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Magic: The Gathering Arena of the Planeswalkers Review

Magic: The Gathering Arena of the Planeswalkers is a board game based on--you guessed it--Magic: The Gathering. As someone who played Magic a little too much in middle school and high school, I was anxious to take this board game for a spin.

Here's what I liked about the game, along with a few things that I think could've been done better.

When you think of the card game, what's your overall idea of the game?

For me, it's summoning awesome creatures and casting wicked spells to destroy your opponents. Sometimes that means building a horde of the undead. Other times it means unleashing massive fireballs.

This game lets you do those kinds of things. You build up your armies, then use various sorceries and enchantments to either buff your dudes or give the enemy a hard time. 

The cards are also very similar to those found in the card game. Any Magic veteran will feel right at home. 

The base game lets you play as teams or have an all-out brawl. But if you invest in the expansion pack, Battle for Zendikar, things get a little more interesting. 

Battle for Zendikar essentially brings into a play a new faction called the Eldrazi. The Eldrazi commander is a strong son-of-a-gun, and the game is played with 2-3 traditional factions against the Eldrazi. So instead of a 2v2 game, it becomes 1v3. 

...or you can just set them up and play war on your desk, like I do. 

The expansion also includes a few new cards and creatures for the original five factions, which is nice. 

One good thing about writing a review for something like Magic: The Gathering Arena of the Planeswalkers is it gives me an excuse to play with action figures. As an adult, I don't get to do that very often.

The figures look awesome- especially the Planeswalkers. The artwork on the cards is also beautiful, and reminds me of how I would sometimes just look through my Magic collection to look at the drawings.

The game is recommended for ages 10 and up. I've found that sometimes this is misleading though, as I grew up playing games rated for older kids than myself and I did fine.

That could just be due to my genius, though.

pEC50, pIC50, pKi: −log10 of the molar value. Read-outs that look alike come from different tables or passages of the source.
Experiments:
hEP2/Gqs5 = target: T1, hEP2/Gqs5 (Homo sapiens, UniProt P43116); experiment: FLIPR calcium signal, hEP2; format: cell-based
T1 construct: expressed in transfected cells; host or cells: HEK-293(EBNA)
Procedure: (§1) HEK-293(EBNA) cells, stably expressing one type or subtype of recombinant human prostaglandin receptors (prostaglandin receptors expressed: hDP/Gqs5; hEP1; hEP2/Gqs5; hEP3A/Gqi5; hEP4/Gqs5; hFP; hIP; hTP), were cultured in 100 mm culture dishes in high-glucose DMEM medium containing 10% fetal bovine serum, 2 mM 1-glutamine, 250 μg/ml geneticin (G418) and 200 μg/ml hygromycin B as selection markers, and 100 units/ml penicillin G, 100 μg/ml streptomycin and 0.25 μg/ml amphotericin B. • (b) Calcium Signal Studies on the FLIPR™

Even though I have a bit of an advantage with a background playing Magic, you don't really need it to play this game. Similar to something like Settlers of Cataan, you'll understand the basic concept of the game quickly, although it will take a few games to really get it down pat. 

That said, let's talk about some negative aspects of the game.

Even though the game itself isn't too complicated (in my opinion), the instructions make you feel like you're preparing to build a nuclear reactor. At 18 pages long, it's definitely the longest instruction booklet I've ever seen for a board game. 

Granted, some of that is showing you how to construct the board. But when you're excited about playing a new game and then open it up to find an entire novel of how to play, it's a bit discouraging.

And that's coming from a guy that ALWAYS used to read a video game's instruction manual before starting it up. I miss those manuals, by the way.

You know how most RPGs have at least one pet class--whether it's a Necromancer, Ranger or Summoner? That's because people like me will ALWAYS pick that class first. 

That's why Magic always appealed to me. I liked the fact that I could summon lots of different creatures, from the walking dead with a Black deck to a host of angels with White. 

Magic: The Gathering Arena of the Planeswalkers offers the chance to summon creatures... but not very many. In the base game, each color only gets 2-3. For example, Green can summon Pummelroot Elementals or Elf Rangers. That's it. 

The expansion does add 1 type of unit for each faction, but that's still not very many. 

Spells don't suffer from a lack of variety quite that badly, but coming from the card game (where you have over 13,000 cards to choose from,) you'll still feel constrained. 

In Magic: The Gathering, the damage done by your armies is straightforward. Barring any outside influences like sorceries or enchantments, a creature with 3 attack will kill a creature with 2 defense in 1 hit. 

The board game isn't so simple.

Instead, the creature's attack number (along with things like height advantage, abilities, etc.) determine how many "attack dice" are rolled. Based on the roll, you may smash the enemy to bits or, as the French say, "whiff."

I understand this is a board game, but come on. If playing without dice can work with the card game, why can't it work with the board game as well? 

Overall, I think Magic: The Gathering Arena of the Planeswalkers is a pretty fun game. It isn't perfect, but after reading through the novel instructions and going through a few games, you'll get the hang of it and really start to enjoy it, especially if you're a Magic fan that is just looking for another way to escape into this fantasy world. 

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